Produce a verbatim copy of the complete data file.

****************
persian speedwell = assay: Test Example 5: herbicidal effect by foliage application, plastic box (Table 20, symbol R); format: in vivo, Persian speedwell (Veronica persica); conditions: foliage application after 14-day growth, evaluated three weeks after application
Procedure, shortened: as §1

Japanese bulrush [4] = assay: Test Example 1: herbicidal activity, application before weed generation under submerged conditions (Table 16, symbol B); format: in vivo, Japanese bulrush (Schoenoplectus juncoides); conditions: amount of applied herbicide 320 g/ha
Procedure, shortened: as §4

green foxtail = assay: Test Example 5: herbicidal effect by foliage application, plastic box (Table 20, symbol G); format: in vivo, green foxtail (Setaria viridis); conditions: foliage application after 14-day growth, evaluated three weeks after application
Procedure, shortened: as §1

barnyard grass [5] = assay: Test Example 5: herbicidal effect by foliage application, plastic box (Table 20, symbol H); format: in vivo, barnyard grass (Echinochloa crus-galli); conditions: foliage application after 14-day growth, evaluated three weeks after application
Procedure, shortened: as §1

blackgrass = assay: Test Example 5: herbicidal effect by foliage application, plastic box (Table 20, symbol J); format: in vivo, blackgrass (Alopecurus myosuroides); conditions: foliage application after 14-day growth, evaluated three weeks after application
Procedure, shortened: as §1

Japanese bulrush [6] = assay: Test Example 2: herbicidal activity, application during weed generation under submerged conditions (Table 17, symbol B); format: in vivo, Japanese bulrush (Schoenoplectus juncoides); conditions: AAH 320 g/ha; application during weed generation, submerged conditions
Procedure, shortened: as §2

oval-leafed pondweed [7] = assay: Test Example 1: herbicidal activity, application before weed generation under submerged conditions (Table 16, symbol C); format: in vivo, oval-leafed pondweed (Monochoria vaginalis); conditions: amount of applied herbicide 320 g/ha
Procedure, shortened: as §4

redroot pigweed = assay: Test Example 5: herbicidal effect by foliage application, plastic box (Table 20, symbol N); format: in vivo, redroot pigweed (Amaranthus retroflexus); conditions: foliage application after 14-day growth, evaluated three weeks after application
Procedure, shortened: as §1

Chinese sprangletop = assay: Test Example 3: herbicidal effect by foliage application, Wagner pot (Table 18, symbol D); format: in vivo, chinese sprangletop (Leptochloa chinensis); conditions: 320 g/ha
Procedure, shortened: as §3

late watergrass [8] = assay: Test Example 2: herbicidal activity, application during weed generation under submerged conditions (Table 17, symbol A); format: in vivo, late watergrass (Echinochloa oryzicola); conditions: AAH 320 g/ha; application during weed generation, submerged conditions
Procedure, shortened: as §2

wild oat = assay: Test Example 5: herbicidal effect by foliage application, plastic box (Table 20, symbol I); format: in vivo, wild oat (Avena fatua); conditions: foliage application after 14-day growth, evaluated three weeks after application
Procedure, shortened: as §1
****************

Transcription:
persian speedwell = assay: Test Example 5: herbicidal effect by foliage application, plastic box (Table 20, symbol R); format: in vivo, Persian speedwell (Veronica persica); conditions: foliage application after 14-day growth, evaluated three weeks after application
Procedure, shortened: as §1

Japanese bulrush [4] = assay: Test Example 1: herbicidal activity, application before weed generation under submerged conditions (Table 16, symbol B); format: in vivo, Japanese bulrush (Schoenoplectus juncoides); conditions: amount of applied herbicide 320 g/ha
Procedure, shortened: as §4

green foxtail = assay: Test Example 5: herbicidal effect by foliage application, plastic box (Table 20, symbol G); format: in vivo, green foxtail (Setaria viridis); conditions: foliage application after 14-day growth, evaluated three weeks after application
Procedure, shortened: as §1

barnyard grass [5] = assay: Test Example 5: herbicidal effect by foliage application, plastic box (Table 20, symbol H); format: in vivo, barnyard grass (Echinochloa crus-galli); conditions: foliage application after 14-day growth, evaluated three weeks after application
Procedure, shortened: as §1

blackgrass = assay: Test Example 5: herbicidal effect by foliage application, plastic box (Table 20, symbol J); format: in vivo, blackgrass (Alopecurus myosuroides); conditions: foliage application after 14-day growth, evaluated three weeks after application
Procedure, shortened: as §1

Japanese bulrush [6] = assay: Test Example 2: herbicidal activity, application during weed generation under submerged conditions (Table 17, symbol B); format: in vivo, Japanese bulrush (Schoenoplectus juncoides); conditions: AAH 320 g/ha; application during weed generation, submerged conditions
Procedure, shortened: as §2

oval-leafed pondweed [7] = assay: Test Example 1: herbicidal activity, application before weed generation under submerged conditions (Table 16, symbol C); format: in vivo, oval-leafed pondweed (Monochoria vaginalis); conditions: amount of applied herbicide 320 g/ha
Procedure, shortened: as §4

redroot pigweed = assay: Test Example 5: herbicidal effect by foliage application, plastic box (Table 20, symbol N); format: in vivo, redroot pigweed (Amaranthus retroflexus); conditions: foliage application after 14-day growth, evaluated three weeks after application
Procedure, shortened: as §1

Chinese sprangletop = assay: Test Example 3: herbicidal effect by foliage application, Wagner pot (Table 18, symbol D); format: in vivo, chinese sprangletop (Leptochloa chinensis); conditions: 320 g/ha
Procedure, shortened: as §3

late watergrass [8] = assay: Test Example 2: herbicidal activity, application during weed generation under submerged conditions (Table 17, symbol A); format: in vivo, late watergrass (Echinochloa oryzicola); conditions: AAH 320 g/ha; application during weed generation, submerged conditions
Procedure, shortened: as §2

wild oat = assay: Test Example 5: herbicidal effect by foliage application, plastic box (Table 20, symbol I); format: in vivo, wild oat (Avena fatua); conditions: foliage application after 14-day growth, evaluated three weeks after application
Procedure, shortened: as §1